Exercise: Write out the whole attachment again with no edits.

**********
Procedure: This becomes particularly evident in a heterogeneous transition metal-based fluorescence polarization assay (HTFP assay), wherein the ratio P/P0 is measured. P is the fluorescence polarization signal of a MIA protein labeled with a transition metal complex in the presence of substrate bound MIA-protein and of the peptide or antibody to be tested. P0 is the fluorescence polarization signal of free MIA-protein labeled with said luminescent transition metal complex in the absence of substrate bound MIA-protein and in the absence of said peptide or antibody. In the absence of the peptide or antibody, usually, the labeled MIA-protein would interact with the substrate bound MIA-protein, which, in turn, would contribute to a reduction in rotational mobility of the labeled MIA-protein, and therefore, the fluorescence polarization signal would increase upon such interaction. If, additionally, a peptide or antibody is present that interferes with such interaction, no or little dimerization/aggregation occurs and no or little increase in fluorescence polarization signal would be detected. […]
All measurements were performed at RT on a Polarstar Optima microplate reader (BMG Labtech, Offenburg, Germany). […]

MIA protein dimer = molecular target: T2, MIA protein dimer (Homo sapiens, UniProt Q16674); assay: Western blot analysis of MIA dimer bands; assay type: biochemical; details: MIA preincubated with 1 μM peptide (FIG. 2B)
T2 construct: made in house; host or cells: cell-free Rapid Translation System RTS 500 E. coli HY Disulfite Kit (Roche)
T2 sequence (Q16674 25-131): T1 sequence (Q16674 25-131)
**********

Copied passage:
Procedure: This becomes particularly evident in a heterogeneous transition metal-based fluorescence polarization assay (HTFP assay), wherein the ratio P/P0 is measured. P is the fluorescence polarization signal of a MIA protein labeled with a transition metal complex in the presence of substrate bound MIA-protein and of the peptide or antibody to be tested. P0 is the fluorescence polarization signal of free MIA-protein labeled with said luminescent transition metal complex in the absence of substrate bound MIA-protein and in the absence of said peptide or antibody. In the absence of the peptide or antibody, usually, the labeled MIA-protein would interact with the substrate bound MIA-protein, which, in turn, would contribute to a reduction in rotational mobility of the labeled MIA-protein, and therefore, the fluorescence polarization signal would increase upon such interaction. If, additionally, a peptide or antibody is present that interferes with such interaction, no or little dimerization/aggregation occurs and no or little increase in fluorescence polarization signal would be detected. […]
All measurements were performed at RT on a Polarstar Optima microplate reader (BMG Labtech, Offenburg, Germany). […]

MIA protein dimer = molecular target: T2, MIA protein dimer (Homo sapiens, UniProt Q16674); assay: Western blot analysis of MIA dimer bands; assay type: biochemical; details: MIA preincubated with 1 μM peptide (FIG. 2B)
T2 construct: made in house; host or cells: cell-free Rapid Translation System RTS 500 E. coli HY Disulfite Kit (Roche)
T2 sequence (Q16674 25-131): T1 sequence (Q16674 25-131)